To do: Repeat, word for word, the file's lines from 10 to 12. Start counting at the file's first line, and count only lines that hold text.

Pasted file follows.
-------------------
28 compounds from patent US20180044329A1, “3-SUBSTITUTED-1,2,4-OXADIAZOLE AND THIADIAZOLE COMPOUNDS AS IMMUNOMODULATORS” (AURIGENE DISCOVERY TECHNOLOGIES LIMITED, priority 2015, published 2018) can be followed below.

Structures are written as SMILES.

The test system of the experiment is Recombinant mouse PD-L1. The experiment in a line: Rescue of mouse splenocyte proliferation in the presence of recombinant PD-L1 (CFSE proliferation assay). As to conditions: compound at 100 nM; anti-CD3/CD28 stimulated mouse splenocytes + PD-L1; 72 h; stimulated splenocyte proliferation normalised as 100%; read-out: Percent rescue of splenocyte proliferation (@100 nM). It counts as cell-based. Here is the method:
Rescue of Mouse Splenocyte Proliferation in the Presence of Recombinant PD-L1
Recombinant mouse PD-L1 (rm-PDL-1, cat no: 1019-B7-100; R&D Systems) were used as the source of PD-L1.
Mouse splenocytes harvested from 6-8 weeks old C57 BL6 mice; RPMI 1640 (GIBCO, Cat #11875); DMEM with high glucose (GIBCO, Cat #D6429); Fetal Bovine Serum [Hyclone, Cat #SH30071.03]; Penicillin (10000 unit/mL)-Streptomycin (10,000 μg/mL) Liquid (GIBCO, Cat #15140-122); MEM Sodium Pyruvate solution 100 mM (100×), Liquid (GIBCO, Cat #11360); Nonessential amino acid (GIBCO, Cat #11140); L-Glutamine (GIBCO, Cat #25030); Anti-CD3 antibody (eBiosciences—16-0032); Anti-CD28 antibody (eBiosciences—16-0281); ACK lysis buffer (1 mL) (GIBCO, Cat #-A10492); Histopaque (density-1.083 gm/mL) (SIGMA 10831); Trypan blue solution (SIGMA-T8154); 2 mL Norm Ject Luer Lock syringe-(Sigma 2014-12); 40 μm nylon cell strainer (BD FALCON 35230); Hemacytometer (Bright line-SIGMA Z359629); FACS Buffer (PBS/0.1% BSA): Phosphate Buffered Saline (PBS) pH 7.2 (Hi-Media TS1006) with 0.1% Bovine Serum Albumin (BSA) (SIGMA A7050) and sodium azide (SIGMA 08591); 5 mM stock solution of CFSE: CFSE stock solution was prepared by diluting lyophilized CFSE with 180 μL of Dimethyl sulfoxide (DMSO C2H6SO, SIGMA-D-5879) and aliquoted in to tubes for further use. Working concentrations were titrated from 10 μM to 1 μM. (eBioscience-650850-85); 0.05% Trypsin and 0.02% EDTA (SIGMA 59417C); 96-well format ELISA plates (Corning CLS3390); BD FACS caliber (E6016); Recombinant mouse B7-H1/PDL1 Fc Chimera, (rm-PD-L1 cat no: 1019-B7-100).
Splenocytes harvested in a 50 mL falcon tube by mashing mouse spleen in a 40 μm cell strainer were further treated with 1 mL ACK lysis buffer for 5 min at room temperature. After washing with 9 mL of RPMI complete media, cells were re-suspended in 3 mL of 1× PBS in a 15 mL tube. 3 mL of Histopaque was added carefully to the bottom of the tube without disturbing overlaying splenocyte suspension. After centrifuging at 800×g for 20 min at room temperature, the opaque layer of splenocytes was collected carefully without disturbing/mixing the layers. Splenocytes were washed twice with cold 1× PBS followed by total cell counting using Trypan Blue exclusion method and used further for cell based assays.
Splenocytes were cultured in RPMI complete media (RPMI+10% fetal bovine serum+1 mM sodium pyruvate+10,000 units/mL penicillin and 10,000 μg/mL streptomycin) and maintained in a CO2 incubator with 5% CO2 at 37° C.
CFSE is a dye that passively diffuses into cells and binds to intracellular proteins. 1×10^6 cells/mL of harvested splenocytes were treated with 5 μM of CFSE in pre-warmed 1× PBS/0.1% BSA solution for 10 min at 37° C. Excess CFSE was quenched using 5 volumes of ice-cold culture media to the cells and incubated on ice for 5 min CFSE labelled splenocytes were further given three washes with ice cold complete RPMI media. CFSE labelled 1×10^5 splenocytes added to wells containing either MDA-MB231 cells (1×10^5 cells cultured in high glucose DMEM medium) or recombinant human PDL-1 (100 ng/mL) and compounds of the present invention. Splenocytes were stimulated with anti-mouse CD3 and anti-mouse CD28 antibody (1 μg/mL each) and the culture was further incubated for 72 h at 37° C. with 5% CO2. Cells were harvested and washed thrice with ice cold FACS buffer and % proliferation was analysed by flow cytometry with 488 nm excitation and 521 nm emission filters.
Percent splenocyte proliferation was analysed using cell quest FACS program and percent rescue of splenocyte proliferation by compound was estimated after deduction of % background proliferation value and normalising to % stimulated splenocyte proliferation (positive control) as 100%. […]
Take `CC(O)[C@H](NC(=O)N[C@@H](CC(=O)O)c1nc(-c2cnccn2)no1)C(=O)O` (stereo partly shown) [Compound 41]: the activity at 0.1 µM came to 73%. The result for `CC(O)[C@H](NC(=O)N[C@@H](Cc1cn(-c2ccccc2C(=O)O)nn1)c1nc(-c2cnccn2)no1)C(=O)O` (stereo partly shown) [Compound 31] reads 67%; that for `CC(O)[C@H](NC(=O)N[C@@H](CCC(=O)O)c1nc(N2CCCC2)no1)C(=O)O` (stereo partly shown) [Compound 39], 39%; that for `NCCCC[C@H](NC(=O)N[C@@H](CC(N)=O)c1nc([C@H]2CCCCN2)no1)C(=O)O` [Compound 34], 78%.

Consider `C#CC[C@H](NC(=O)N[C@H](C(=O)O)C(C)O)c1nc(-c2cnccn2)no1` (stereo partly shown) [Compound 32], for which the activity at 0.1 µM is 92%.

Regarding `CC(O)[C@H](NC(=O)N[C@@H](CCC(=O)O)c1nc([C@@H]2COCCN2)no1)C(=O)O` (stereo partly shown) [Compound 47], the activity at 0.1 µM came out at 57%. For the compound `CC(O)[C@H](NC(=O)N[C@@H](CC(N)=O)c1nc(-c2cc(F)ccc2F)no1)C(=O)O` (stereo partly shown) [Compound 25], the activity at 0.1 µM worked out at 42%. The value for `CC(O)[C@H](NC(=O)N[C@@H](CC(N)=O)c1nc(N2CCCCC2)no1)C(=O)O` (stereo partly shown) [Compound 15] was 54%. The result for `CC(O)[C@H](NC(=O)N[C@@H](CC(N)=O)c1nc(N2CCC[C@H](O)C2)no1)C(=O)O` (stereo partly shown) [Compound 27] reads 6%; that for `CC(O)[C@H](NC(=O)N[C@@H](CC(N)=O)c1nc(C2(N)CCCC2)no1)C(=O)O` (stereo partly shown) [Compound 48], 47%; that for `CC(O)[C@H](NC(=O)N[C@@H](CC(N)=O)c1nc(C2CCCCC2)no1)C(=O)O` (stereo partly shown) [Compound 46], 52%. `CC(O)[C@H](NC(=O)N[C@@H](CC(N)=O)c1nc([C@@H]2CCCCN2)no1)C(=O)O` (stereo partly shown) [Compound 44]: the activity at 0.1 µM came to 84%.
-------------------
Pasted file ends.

Percent splenocyte proliferation was analysed using cell quest FACS program and percent rescue of splenocyte proliferation by compound was estimated after deduction of % background proliferation value and normalising to % stimulated splenocyte proliferation (positive control) as 100%. […]
Take `CC(O)[C@H](NC(=O)N[C@@H](CC(=O)O)c1nc(-c2cnccn2)no1)C(=O)O` (stereo partly shown) [Compound 41]: the activity at 0.1 µM came to 73%. The result for `CC(O)[C@H](NC(=O)N[C@@H](Cc1cn(-c2ccccc2C(=O)O)nn1)c1nc(-c2cnccn2)no1)C(=O)O` (stereo partly shown) [Compound 31] reads 67%; that for `CC(O)[C@H](NC(=O)N[C@@H](CCC(=O)O)c1nc(N2CCCC2)no1)C(=O)O` (stereo partly shown) [Compound 39], 39%; that for `NCCCC[C@H](NC(=O)N[C@@H](CC(N)=O)c1nc([C@H]2CCCCN2)no1)C(=O)O` [Compound 34], 78%.

Consider `C#CC[C@H](NC(=O)N[C@H](C(=O)O)C(C)O)c1nc(-c2cnccn2)no1` (stereo partly shown) [Compound 32], for which the activity at 0.1 µM is 92%.